SOFIA 8: So there were a lot of differences between Raj and Batool, Raj was a colonel in the Indian army and Batool was Kashmiri. There was an over 10 year age difference between them. Batool was struggling with a rare medical condition that she didn’t know if she would survive. And on top of all that, Raj was Hindu and Batool was Muslim. A relationship between the two seemed impossible.
BATOOL 6: For our society in Kashmir, marrying a Hindu is like a huge social stigma. So nobody will accept it.
SOFIA 9: There has been a long history of violence between Hindus and Muslims in India that dates back to the 1947 partition and creation of Hindu majority India and Muslim majority Pakistan. Even today, Hindu-Muslim relations are tense, with the election of Modhi’s Hindu nationalist party and rising violence against the minority Muslim population in India. So when Raj met Batool in 1994, the fact that he was Hindu and she was Muslim, was a pretty big barrier to the relationship. But none of these things bothered Raj. He grew up in an orthodox Hindu family, but he himself wasn’t very religious. When the bus arrived in Chandigarh at about 8:30 in the evening, Raj helped Batool with her bags and dropped her off at the guest house she was staying at.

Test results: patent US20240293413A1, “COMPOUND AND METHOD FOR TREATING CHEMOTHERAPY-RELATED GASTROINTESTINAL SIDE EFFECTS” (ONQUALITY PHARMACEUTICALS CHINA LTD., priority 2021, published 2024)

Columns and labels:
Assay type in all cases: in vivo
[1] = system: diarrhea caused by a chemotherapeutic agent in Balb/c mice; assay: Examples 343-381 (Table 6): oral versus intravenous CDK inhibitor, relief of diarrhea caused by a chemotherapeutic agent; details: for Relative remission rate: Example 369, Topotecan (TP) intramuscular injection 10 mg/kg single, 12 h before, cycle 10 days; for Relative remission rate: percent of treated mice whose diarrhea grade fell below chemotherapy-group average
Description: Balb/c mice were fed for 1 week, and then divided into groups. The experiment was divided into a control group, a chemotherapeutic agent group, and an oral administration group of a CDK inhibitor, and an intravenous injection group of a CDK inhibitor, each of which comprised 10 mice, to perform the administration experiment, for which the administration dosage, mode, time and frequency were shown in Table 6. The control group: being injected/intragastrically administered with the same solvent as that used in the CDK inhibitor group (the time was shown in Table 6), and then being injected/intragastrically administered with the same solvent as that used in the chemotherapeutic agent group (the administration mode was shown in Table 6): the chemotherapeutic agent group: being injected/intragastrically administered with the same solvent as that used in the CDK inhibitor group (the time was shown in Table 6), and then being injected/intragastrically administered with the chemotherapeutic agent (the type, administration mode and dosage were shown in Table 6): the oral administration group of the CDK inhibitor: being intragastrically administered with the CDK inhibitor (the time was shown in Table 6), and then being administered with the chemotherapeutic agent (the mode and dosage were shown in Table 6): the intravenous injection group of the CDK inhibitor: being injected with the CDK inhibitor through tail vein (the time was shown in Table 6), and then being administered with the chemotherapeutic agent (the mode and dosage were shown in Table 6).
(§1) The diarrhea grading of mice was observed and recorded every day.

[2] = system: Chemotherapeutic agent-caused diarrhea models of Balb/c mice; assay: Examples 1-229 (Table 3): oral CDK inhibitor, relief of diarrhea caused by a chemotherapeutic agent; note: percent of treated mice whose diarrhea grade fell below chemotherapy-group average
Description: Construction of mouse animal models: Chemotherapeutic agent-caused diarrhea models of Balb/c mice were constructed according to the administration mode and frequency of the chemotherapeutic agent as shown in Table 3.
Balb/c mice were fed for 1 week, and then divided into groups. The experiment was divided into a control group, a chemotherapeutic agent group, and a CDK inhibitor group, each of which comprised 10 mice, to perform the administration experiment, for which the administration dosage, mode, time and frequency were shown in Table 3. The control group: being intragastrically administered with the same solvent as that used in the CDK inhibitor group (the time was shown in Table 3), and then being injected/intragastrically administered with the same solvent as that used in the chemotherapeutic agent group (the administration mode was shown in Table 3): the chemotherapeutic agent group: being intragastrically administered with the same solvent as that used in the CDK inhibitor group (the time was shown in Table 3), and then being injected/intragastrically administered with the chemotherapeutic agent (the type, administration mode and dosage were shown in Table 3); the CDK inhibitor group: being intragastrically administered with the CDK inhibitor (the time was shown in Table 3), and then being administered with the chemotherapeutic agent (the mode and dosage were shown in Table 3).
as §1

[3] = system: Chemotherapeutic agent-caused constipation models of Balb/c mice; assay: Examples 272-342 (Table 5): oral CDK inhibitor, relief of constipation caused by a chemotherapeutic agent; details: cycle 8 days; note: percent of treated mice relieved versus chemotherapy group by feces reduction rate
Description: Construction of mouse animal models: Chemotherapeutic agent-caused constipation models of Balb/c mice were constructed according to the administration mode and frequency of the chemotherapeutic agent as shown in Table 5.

RAJ 4: And then she said thank you very much. Bye-bye. That’s all. She had shown no interest in me.
SOFIA 10: Batool didn’t think she would see Raj again. Her doctor was able to stop the bleeding, but said she needed further treatment in Delhi. Raj has always been very stubborn, and continued pursuing Batool. When the two were back in Delhi, they reconnected and started spending more time together. They went out to eat and Raj would drive Batool around Delhi in his car.
RAJ 5: I won’t say it’s dating. I don’t know what dating is these days with the modern kids. She, I think developed some liking for me, I don’t know.
BATOOL 7: Of course I started liking him, because he was very, very, caring. And he would make sure my health was priority .
SOFIA 11: Neither of their parents supported their relationship because they came from different faiths. So instead of asking Batool’ father for his blessing, Raj asked her doctor. The doctor said they would be unable to have kids together because of Batool’s condition. But despite the medical issues, their family’s disapproval and all the religious and political differences, Raj had his heart set on marrying Batool. Two years after they met, they had a small wedding with their friends. Batool’s dad had met Raj, but he didn’t approve of their relationship. As for Raj, he didn’t tell his family Batool was Muslim. His family found out after the wedding when they saw a letter with Batool’s maiden name on it.